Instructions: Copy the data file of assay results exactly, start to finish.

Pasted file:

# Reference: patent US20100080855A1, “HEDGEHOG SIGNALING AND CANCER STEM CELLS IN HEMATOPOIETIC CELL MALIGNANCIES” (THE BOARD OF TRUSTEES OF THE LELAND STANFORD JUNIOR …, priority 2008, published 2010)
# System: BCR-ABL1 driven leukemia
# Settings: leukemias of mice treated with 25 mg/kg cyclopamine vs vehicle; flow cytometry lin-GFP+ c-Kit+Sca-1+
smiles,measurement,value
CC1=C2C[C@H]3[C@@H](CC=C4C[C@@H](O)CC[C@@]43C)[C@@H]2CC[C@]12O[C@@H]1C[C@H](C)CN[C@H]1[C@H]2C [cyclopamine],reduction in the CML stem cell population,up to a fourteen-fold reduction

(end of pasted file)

# Reference: patent US20100080855A1, “HEDGEHOG SIGNALING AND CANCER STEM CELLS IN HEMATOPOIETIC CELL MALIGNANCIES” (THE BOARD OF TRUSTEES OF THE LELAND STANFORD JUNIOR …, priority 2008, published 2010)
# System: BCR-ABL1 driven leukemia
# Settings: leukemias of mice treated with 25 mg/kg cyclopamine vs vehicle; flow cytometry lin-GFP+ c-Kit+Sca-1+
smiles,measurement,value
CC1=C2C[C@H]3[C@@H](CC=C4C[C@@H](O)CC[C@@]43C)[C@@H]2CC[C@]12O[C@@H]1C[C@H](C)CN[C@H]1[C@H]2C [cyclopamine],reduction in the CML stem cell population,up to a fourteen-fold reduction